...NOW.... consider this.  What if Tim Tebow had inscribed something else on his eye patches?  What if witchcraft pentagrams had been inscribed instead?  Or maybe an anti-semitic slogan, or muslim symbol?  Or a corporate logo?  Or his personal twitter hashtag, or website address?  Or simply the words “Karl Marx”?  What would be the reaction of Tebow’s teammates, the fans, the announcers, or CBS?  Would there be continuous close-up shots of Tebow’s face?  Would network staffers quickly ‘google’ quotes from Karl Marx for the announcers to read aloud?  Could TV unquestioningly produce these alternative subtext stories, too?  Would we allow our TV to do so?


No.  Television by its very nature can only tell certain kinds of stories, because we humans make our TV that way.  Sponsorship allows only particular narratives.  Technological production can only make particular kinds of pictures.  Fans and viewers will most likely only swallow heros who are constructed in particular flavors, through particular means.  Money, power and ratings flow towards particular viral memes that adhere to particular regularities, to agendas


But there is no exact formula.  For instance, we love to love “Pilot Sully’s” heroics in the Hudson RIver as much as we love to hate Tiger Woods’ sexual infidelities.  Lady Gaga could provocatively wear a Bible verse on TV to agitate for fame, but Sinead O’Conner must never rip a photo of the Pope.... at least until that is proven to be commercially effective.  Basketball player, Dennis Rodman is remembered as the first to narcissistically tattoo his entire body to agitate for lucrative TV recognition... but we’ve long forgotten Smith and Carlos’ political visual-protest witnessed globally from Mexico City in 1968.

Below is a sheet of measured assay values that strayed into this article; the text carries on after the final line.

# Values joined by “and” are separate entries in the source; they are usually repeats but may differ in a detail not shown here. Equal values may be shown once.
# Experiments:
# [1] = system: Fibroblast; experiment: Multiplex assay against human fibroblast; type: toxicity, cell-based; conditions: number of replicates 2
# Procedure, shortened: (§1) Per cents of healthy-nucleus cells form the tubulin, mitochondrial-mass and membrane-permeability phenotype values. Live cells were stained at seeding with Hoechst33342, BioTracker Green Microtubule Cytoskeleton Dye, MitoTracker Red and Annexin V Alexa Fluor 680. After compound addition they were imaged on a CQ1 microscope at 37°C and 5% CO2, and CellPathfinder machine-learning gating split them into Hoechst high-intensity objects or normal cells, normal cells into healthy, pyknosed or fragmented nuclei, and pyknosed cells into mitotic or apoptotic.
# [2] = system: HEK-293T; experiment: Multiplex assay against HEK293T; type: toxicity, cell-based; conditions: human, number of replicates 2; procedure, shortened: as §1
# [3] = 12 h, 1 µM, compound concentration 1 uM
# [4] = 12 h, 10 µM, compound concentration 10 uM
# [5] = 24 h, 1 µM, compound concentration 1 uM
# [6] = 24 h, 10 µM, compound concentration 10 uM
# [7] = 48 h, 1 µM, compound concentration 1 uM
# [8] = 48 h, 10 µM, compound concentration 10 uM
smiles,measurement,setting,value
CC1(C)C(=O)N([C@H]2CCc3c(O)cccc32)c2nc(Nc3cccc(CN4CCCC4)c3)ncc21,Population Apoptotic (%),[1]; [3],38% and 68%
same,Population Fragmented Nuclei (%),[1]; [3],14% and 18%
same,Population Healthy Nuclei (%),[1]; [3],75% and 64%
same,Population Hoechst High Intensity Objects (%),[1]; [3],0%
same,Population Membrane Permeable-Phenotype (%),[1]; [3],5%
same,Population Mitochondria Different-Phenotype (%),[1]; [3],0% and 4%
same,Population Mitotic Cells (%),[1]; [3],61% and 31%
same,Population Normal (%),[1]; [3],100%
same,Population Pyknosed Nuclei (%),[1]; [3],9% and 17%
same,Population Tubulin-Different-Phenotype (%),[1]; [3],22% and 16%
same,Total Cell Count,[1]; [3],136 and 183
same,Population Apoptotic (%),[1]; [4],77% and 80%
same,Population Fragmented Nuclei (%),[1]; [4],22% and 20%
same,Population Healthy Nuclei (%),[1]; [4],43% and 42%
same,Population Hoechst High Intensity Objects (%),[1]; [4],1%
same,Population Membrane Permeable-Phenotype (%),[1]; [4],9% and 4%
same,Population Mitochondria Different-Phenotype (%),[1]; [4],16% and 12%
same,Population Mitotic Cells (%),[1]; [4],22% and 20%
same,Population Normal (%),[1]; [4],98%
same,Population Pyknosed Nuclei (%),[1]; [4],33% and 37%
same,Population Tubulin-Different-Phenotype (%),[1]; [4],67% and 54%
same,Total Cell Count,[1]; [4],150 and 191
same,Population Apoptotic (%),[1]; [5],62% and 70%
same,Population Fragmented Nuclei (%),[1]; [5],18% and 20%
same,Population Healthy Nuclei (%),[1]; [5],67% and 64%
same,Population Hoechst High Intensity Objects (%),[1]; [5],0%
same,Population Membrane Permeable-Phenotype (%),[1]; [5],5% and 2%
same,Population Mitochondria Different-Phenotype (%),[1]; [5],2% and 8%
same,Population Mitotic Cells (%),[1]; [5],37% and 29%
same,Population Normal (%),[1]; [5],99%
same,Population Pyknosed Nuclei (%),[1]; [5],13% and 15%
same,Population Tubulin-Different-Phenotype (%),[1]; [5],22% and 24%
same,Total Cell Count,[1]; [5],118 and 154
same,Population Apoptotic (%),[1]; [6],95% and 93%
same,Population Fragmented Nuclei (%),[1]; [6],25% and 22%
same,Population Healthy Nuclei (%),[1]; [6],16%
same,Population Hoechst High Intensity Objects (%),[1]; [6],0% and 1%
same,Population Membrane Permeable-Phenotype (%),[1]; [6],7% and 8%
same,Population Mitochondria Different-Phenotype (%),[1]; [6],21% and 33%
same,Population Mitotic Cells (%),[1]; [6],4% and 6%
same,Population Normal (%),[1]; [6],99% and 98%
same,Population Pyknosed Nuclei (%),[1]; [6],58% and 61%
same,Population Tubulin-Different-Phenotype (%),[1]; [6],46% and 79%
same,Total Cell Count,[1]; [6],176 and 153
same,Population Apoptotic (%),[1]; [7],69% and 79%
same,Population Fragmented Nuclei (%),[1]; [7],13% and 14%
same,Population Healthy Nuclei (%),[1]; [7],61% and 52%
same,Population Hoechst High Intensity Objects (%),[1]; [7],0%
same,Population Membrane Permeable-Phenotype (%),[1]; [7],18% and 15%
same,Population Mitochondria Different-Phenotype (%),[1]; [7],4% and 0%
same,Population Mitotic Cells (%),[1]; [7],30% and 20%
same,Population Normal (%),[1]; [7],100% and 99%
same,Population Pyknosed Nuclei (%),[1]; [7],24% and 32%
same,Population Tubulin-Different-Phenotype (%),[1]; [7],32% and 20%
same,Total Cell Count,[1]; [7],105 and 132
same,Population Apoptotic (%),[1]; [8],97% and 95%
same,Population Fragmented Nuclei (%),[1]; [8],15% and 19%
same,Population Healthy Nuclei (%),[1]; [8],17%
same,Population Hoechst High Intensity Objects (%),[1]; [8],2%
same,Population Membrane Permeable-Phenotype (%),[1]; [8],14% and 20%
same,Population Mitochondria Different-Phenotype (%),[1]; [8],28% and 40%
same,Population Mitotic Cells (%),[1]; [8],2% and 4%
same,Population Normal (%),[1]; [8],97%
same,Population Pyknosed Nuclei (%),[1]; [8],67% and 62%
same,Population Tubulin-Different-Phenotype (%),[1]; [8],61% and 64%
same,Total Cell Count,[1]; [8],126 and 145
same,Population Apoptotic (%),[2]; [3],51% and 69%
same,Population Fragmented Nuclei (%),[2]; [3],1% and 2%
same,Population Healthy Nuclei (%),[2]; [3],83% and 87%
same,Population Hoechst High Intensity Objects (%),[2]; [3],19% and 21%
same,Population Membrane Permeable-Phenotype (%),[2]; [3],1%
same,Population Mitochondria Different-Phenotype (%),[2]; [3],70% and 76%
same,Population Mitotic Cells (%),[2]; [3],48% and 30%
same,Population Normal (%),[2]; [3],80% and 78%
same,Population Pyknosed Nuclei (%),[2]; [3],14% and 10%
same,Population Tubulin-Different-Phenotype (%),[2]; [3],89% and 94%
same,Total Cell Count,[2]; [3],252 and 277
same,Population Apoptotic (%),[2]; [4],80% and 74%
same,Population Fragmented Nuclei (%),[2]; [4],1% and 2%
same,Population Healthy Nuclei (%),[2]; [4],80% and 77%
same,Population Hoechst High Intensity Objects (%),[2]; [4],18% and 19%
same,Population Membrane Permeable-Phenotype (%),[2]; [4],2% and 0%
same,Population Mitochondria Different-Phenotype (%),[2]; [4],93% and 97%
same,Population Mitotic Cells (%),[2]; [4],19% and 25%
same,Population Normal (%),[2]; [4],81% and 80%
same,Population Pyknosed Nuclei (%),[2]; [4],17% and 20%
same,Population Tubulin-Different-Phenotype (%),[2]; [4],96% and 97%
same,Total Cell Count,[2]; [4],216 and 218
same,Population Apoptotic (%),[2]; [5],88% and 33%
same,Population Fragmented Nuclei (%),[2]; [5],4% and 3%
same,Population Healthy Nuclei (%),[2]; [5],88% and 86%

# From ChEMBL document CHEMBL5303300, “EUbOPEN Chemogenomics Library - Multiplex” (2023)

TV voraciously consumes, prioritizes, and then regurgitates certain kinds of stories over others.  Imagine if President Obama had actually run his campaign as a Muslim on TV?  It is as impossible as imagining an over-weight, unattractive socialist with a lisp as president.  It is as impossible as imagining  “Karl Marx” eye patches.  American television makers are both unwilling and unable to tell certain stories.  On the other hand, Tim Tebow’s story is perfectly delicious to the very idea of TV.   People just like us (actors, producers, and audience) make it this way.


Thus, in this video, I simply ‘photoshopped’ Tebow’s eye patches, and then I overlaid the actual late-game broadcast alongside typical TV commercials randomly ordered.  Why?  For contemplation, because all three videos parts combine to tell very similar stories.  Marketing, consumption, celebrity, technology, religion, etc., all eagerly conflate and conspire within the production of television.  And the better our stories align themselves to TV’s construct, the easier these stories tell themselves to us.  Tebow’s technique and agenda are a perfect fit for broadcast television.  Maybe critical media ethnography can help us to see our own doings.  Maybe not.


At bottom, other stories, those counter to this tacit agenda, can never be told.  Indeed, some stories simply are unable to be told on TV.   We can’t allow them to be made.   Sorry, Karl.



TV SPORTS STORIES


















HOLLAND WILDE:

An American, living

in Canada, now spending his life experimenting with new forms of critical media ethnography.